A total of 12 nations will compete in the Olympic women's basketball competition, including host Brazil and the USA, which earned its berth by virtue of claiming the gold medal at the 2014 FIBA World Championship.
Australia (Oceania), Canada (Americas), Japan (Asia) and Serbia (Europe) claimed their respective FIBA zone championship to earn a spot in the Rio field, while the African champion, which will be crowned on Oct. 3, will claim the seventh spot.
The remaining berths will be awarded to the top five finishing teams at the 2016 FIBA World Olympic Qualifying Tournament (June 13-19, 2016).
Qualified for that tournament based on finishes in their respective zone championships: Argentina, Cuba and Venezuela from the Americas; China and South Korea from Asia; Belarus, France, Spain and Turkey from Europe; New Zealand from Oceania; and the two teams TBD from the AfroBasket Championship (Sept. 24-Oct. 3).
U.S. Olympic women's basketball teams have earned a record seven Gold medals, one Silver medal and one Bronze medal.
They are 58-3 all-time in Olympic competition. The 2016 U.S. team will enter Rio riding a 41-game Olympic winning streak that dates back to the 1992 Barcelona Olympics Bronze medal game.
Since the inception of the 1995-96 USA Basketball Women's National Team program, the USA National Team, in addition to its record five-straight Olympic gold medals, has captured four FIBA World Championship gold medals, one FIBA World Championship bronze medal and one FIBA Americas Championship gold medal, while compiling a remarkable 86-1 record for a .989 winning percentage in those events.
Further, USA National Teams in exhibition contests since 1995 boast of a 186-15 record (.925 winning percentage).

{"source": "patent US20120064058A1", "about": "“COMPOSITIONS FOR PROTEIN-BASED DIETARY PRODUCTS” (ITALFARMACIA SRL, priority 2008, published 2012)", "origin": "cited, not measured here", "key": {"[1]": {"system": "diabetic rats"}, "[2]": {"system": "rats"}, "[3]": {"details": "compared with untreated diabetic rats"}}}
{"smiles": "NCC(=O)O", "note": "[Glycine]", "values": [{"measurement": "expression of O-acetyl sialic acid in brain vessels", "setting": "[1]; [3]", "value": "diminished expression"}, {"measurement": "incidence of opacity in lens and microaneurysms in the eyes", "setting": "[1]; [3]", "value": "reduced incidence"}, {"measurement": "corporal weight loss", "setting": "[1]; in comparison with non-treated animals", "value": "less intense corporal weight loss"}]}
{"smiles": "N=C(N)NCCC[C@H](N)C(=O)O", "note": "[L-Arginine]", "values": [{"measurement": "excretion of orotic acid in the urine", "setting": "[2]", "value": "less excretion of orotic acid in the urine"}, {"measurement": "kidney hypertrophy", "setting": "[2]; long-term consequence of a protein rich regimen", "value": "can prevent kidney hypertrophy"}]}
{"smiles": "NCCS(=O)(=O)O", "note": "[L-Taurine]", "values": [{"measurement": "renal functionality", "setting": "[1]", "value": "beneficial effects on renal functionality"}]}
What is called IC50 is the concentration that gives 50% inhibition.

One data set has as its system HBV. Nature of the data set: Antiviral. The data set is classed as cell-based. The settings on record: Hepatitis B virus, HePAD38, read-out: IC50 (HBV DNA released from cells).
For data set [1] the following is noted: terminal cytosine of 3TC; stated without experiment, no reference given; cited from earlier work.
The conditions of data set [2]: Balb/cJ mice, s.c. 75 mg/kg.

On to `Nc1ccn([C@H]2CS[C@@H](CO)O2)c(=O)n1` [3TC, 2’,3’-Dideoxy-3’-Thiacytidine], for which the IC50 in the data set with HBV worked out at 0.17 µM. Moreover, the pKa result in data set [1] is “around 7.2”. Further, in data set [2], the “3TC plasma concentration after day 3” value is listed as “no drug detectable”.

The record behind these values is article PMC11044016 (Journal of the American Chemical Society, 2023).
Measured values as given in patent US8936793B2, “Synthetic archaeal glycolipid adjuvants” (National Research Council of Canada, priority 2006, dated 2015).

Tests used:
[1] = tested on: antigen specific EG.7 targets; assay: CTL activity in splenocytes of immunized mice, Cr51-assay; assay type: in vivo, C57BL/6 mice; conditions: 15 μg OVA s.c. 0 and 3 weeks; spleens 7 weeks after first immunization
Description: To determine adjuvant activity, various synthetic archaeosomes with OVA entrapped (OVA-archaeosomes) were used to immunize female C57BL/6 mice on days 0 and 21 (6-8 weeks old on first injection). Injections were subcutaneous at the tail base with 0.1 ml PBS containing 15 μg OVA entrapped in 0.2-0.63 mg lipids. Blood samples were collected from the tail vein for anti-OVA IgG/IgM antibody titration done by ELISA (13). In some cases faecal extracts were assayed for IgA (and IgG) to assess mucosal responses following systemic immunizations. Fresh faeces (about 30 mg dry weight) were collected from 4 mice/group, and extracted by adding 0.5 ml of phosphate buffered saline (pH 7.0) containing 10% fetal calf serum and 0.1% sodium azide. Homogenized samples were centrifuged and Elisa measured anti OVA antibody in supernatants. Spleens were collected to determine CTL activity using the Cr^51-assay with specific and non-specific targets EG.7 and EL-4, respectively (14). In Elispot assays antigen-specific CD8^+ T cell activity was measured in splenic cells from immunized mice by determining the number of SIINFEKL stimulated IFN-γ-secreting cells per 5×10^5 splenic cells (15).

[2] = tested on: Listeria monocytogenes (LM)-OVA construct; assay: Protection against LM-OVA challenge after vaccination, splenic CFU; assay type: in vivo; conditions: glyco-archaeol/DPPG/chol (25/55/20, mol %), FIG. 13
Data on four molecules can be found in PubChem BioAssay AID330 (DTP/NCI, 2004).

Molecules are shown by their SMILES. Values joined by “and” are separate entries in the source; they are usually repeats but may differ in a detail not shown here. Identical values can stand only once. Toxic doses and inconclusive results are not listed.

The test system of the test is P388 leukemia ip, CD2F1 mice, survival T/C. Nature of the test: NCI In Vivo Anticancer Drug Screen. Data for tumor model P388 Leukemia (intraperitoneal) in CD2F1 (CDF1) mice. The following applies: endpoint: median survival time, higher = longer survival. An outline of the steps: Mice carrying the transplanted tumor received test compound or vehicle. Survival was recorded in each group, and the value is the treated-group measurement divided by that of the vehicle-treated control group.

The final 12-player 2016 U.S. Olympic Women's Basketball Team will be selected from the 2015-16 USA National Team pool by the USA Basketball Women's National Team Player Selection Committee.
Chaired by USA Basketball women's national team director Carol Callan, the committee includes WNBA appointees Reneé Brown, WNBA chief of basketball operations and player relations; Dan Hughes, head coach and general manager of the San Antonio Stars; andChris Sienko , vice president and general manager of the Connecticut Sun; and three-time Olympic and two-time FIBA World Championship gold medalist Katie Smith, who played in nearly 200 games for USA Basketball from 1993-2008, and serves as the athlete representative.
Based in Colorado Springs, Colorado, USA Basketball, chaired by Jerry Colangelo , is a nonprofit organization and the national governing body for men's and women's basketball in the United States.
As the recognized governing body for basketball in the U.S. by the International Basketball Federation (FIBA) and the United States Olympic Committee (USOC), USA Basketball is responsible for the selection, training and fielding of USA teams that compete in FIBA-sponsored international competitions, as well as for some national competitions, and for the development of youth basketball initiatives that address player development, coach education and safety.
USA Basketball men's and women's teams between 2012-15 compiled a 151-6 win-loss record in FIBA and FIBA Americas competitions, the World University Games and the Nike Hoop Summit, and posted a 76-12 win-loss record in official FIBA and FIBA Americas 3x3 competitions.
USA teams are the current men's and women's champions in the Olympics; men's FIBA World Cup and women's FIBA World Championship; men's and women's FIBA U19 and U17 World Championships; men's and women's U18 FIBA Americas Championships; men's U16 FIBA Americas Championship; the FIBA 3x3 Women's World Championship; and the women's Youth Olympic Games. USA Basketball currently ranks No. 1 in all five of FIBA's world-ranking categories, including combined, men's, women's, boys and girls.